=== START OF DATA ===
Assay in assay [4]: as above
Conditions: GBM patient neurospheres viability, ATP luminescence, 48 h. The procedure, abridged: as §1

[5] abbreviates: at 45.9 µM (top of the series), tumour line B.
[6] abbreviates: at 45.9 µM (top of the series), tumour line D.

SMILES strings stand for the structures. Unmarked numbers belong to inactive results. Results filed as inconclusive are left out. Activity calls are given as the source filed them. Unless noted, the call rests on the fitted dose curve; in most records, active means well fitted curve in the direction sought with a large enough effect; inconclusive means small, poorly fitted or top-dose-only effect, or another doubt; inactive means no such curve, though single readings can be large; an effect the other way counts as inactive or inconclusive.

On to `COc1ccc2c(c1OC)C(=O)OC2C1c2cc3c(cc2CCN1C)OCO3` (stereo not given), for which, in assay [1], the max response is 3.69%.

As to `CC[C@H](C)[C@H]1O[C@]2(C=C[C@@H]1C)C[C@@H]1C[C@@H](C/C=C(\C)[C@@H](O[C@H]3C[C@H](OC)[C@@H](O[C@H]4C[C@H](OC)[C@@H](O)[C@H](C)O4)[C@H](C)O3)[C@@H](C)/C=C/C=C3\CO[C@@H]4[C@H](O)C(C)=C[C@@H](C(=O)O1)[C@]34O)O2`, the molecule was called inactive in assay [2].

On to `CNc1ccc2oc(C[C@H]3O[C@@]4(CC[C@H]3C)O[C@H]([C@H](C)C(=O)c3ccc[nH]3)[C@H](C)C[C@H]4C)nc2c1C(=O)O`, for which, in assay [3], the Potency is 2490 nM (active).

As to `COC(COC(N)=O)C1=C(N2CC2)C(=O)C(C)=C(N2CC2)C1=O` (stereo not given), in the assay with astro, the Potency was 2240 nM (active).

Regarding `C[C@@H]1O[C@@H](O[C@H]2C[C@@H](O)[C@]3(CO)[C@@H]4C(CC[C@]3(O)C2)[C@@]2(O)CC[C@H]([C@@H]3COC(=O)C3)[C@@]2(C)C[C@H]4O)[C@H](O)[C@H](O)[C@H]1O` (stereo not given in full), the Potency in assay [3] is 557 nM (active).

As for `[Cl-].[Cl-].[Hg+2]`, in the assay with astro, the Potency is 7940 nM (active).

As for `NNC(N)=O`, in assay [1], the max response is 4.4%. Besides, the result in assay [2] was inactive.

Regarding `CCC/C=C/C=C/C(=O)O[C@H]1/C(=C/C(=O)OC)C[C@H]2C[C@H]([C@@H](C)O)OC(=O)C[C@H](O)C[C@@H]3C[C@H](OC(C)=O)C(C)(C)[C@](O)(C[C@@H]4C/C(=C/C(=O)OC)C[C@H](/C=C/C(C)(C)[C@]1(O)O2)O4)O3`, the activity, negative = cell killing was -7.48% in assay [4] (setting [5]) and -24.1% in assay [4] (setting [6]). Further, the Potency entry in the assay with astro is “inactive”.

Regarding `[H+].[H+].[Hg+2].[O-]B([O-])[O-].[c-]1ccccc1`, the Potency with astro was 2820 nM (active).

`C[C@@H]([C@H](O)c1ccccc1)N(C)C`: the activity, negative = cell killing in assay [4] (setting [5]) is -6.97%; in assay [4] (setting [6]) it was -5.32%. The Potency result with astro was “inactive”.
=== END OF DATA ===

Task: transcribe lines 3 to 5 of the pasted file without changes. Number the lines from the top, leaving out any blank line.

[5] abbreviates: at 45.9 µM (top of the series), tumour line B.
[6] abbreviates: at 45.9 µM (top of the series), tumour line D.

SMILES strings stand for the structures. Unmarked numbers belong to inactive results. Results filed as inconclusive are left out. Activity calls are given as the source filed them. Unless noted, the call rests on the fitted dose curve; in most records, active means well fitted curve in the direction sought with a large enough effect; inconclusive means small, poorly fitted or top-dose-only effect, or another doubt; inactive means no such curve, though single readings can be large; an effect the other way counts as inactive or inconclusive.